Blessed be God— St. Paul begins with justifying his former letter to them which had afflicted them, (see ch. 2 Corinthians 7:7-8.) by telling them that he thanks God for his deliverance out of his afflictions, because it enables him to comfort them, by the exampleboth of his affliction and deliverance, acknowledging the obligation that he had to them and others, for their prayers, and for their thanks for his deliverance; which he presumes they could not but put up for him, since his conscience bears him witness (which was his comfort) that, in his behaviour to all men, and to them more especially, he had been direct and sincere, without any selfish or carnal interest; and that what he wrote to them had no other design than what lay open, and they read in his words,—and did also acknowledge, and he doubted not but they would always acknowledge, (part of them doing so already,) that he was their minister and apostle, in whom they rejoiced; as they would, he trusted, be his rejoicing in the day of the Lord, 2 Corinthians 1:3-14. From what St. Paul says in this passage,—which, if read attentively, will appear to be written with great address,—it may be gathered, that the opposite action endeavoured to evade the force of the former epistle, by suggesting, that whatever he mightpretend, St. Paul was a cunning, artificial, self-interested man, and had some hidden design in it; which accusation appears in other parts also of this epistle. It is observable, that eleven of St. Paul's thirteen epistles begin with exclamations of joy, praise, and thanksgiving. As soon as he thought of a christian church planted in one place or another, thereseems to have been a flow of most lively affection accompanying the idea, in which all sensibility of his or their temporal afflictions was swallowed up, and the fulness of his heart must vent itself in such cheerful, exalted, and devout language.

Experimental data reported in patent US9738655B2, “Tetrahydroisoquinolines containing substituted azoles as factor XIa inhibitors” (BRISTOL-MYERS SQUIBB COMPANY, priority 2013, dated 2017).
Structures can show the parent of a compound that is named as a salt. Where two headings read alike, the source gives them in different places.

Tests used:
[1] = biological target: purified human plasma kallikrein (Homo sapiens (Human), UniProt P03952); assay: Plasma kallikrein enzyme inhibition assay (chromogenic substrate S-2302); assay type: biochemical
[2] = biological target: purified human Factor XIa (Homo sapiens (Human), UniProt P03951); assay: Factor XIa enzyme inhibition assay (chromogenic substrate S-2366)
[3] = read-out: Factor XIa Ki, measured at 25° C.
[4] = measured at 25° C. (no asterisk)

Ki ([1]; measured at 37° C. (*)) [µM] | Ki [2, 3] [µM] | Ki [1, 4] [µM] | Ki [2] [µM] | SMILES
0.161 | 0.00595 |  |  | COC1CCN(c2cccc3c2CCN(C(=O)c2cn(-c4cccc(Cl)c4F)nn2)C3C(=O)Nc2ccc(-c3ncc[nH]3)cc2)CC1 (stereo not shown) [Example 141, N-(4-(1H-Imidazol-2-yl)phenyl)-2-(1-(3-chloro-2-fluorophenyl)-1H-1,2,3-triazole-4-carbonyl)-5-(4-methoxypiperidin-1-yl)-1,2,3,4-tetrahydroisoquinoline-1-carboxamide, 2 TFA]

Who comforteth us— It is certain that the mention of these experiences must have had a powerful tendency to conciliate the regard of the Corinthians to St. Paul; and such an introduction to his epistle as the whole of this before us, could not but incline them strongly in his favour. Some think that the last clause of this verse refers plainly to the comfort which the repentance of the incestuous person gave St. Paul, after the affliction that he had endured on his account. See ch. 2 Corinthians 7:7. But it seems more natural to understand it of that general consolation arising from the pardon of sin and interest in God; that his afflictions should co-operate for his advantage; and that a crown of glory, heightened by these trials, would close the scene. He frequently insists on these topics in his epistles; and none surely can be more important and delightful.
Which is effectual— or effected. Instead of salvation, Mr. Locke reads relief; as it signifies here only (says he) deliverance from their present sorrow.
Our trouble—in Asia.— Some have thought that this may refer to the persecution at Lystra, where St. Paul's danger had been extreme, and he had been recovered by miracle, Acts 14:19-20. But as that happened so long before the visit to Corinth, in which he planted the Church there, Acts 18:1 it seems more probable that he either refers to some opposition which he met with in his journey through Galatia and Phrygia, Acts 18:23 of which no particular account has reached us, or, rather, to the tumult raised against him at Ephesus, by Demetrius, Acts 19:29-30.